When it is time to move your medical offices, there are a lot of people and logistics to consider. Moving a larger facility such as a hospital can be even more complicated. When you know how to relocate a hospital, clinic, or medical facility, though, the transition can be relatively smooth and safe for everyone involved.

Plan All the Details

Moving a medical facility involves not only furniture, equipment, and records, but also people. Hospitals, especially, need to consider the impact of the relocation on existing patients who have either been admitted or who are scheduled for surgery. Trying to schedule a good time to relocate a hospital, clinic, or medical facility can be challenging, since, unlike arranging for a regular office move, there is generally not an ideal period of downtime.

The moving plan will need to include all the details of relocating patients as well as the contents of the building. Address the logistics of moving out of your current building and into the new facility, including a timeline of important dates during the process. Consider any holidays or other events that might occur during this timeframe.

Start with the end date and work your way backwards to determine milestone dates. You will also need a contingency plan in case there are challenges along the way. An integral part of this strategic plan is communication before, during, and after the move, which will prove critical to all concerned.

Communicate Frequently

The move of a medical facility requires a seamless transition for all involved and that starts with communication. Identify all of the stakeholders who will be affected by the move, which will probably be everyone in the hospital. Think also, though, about vendors, patients’ families, contractors, and others who need to know about the upcoming move. Then develop a communication plan, complete with a realistic schedule, to keep those individuals and groups informed about what to expect and when.

The timing of your communications will need to ensure that the appropriate people know about the move in its various stages and will convey that information with clarity. When any business or organization experiences a physical move, there can be confusion about the dates for closing the current location and reopening in the new location. Reinforce the opening date clearly and often in your communications.

Make a detailed list of everyone who will need to be notified, including:

  • Staff and medical providers, including referring physicians and hospitals
  • Patients and their families
  • Medicare, Medicaid, and third-party payers
  • Electronic health record (EHR) vendors
  • Medical and business suppliers
  • Contractors, such as coding/billing services
  • Appropriate financial institutions
  • Relevant state licensing agencies
  • National Plan and Provider Enumeration System (NPPES) National Provider Identifier (NPI)

Coordinate and Focus on Safety

When it was time for a hospital in Lake Forest, Illinois, to move into a new building, an Activation Leadership Team was formed to manage the process from start to finish. The team logged hundreds of thousands of hours, was involved in countless meetings, provided extensive training, and even conducted a Mock Move so they could make the transition to the new hospital seamless for patients and staff.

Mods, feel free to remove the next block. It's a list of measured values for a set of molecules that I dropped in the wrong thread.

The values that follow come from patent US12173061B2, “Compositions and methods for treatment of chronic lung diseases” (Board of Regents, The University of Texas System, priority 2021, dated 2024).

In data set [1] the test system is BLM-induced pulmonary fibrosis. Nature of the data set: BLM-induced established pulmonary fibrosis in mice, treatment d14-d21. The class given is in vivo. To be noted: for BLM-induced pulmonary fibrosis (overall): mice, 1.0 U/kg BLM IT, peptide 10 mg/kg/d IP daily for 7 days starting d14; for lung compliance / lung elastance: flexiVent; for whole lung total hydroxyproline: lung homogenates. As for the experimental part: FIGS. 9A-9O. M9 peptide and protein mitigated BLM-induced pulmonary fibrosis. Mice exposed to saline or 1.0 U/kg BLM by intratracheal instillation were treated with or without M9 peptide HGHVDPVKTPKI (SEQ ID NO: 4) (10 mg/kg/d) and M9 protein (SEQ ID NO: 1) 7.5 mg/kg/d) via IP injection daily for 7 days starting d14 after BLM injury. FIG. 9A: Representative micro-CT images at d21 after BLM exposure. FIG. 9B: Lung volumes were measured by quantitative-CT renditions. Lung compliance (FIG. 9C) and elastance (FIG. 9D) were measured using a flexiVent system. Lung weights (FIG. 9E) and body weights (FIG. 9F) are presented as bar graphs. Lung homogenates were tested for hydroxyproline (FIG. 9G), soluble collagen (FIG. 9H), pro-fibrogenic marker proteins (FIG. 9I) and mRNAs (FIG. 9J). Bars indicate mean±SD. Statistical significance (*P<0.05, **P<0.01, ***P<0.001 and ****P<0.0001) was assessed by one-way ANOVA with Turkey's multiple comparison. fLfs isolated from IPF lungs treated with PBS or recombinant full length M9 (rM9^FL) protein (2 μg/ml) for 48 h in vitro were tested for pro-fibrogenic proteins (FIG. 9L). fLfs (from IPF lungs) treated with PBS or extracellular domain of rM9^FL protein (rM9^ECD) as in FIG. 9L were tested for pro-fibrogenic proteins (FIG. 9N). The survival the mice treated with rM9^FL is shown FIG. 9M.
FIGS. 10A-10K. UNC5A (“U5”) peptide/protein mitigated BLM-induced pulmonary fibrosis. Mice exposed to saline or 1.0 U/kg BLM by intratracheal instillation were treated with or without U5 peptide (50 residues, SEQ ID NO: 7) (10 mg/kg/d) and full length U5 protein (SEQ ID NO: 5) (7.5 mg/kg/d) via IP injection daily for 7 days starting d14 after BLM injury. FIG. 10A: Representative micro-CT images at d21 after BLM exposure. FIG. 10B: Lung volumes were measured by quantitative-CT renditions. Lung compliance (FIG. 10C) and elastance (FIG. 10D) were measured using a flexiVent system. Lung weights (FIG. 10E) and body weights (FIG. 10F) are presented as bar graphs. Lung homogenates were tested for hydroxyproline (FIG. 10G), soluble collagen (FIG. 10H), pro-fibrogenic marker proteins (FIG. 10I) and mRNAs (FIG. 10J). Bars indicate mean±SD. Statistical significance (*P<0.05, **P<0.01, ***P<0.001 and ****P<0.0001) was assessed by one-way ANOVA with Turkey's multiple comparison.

Their highly coordinated effort began with an analysis of their existing equipment and furniture so they could make a strategic decision about what would be moved, what would be added, and what would be replaced as they moved to their new facility. They then developed a plan for moving patient beds that involved timing each step of the process to ensure the safety and well-being of the patients as well as the medical team.

When you relocate a hospital, clinic, or medical facility, you often do not know the exact number of patients that will need to be transported. As the Lake Forest hospital acknowledged, at any moment a new patient could show up in the emergency room or a new patient could be born in the existing hospital. Planning has to involve all possible scenarios.

Secure Help for the Move

A plan to relocate a hospital, clinic, or medical facility involves much more than patients and staff. You have medical equipment, furniture, files, electronics, and many other items that will have to be carefully and efficiently moved to your new location. Protecting and moving equipment, especially, will have to be strategically coordinated to ensure your patients’ health and safety throughout the process. A professional mover knows how to help with your move so that your patients and staff experience a smooth and seamless transition to your new location.

Contact Fox Moving and Storage Atlanta to Move Your Medical Facility

At Fox Moving & Storage Atlanta, we have the expertise you need to help plan, coordinate, and safely execute your move to a new medical facility. We understand the challenges of transporting patients, equipment, furniture, files, and other items while also ensuring the health and well-being of all involved. Our professionals will work with you to ensure your move is smooth and stress-free. Give us a call today at 678-704-0444 to learn more about how to relocate a hospital, clinic, or medical facility safely and efficiently.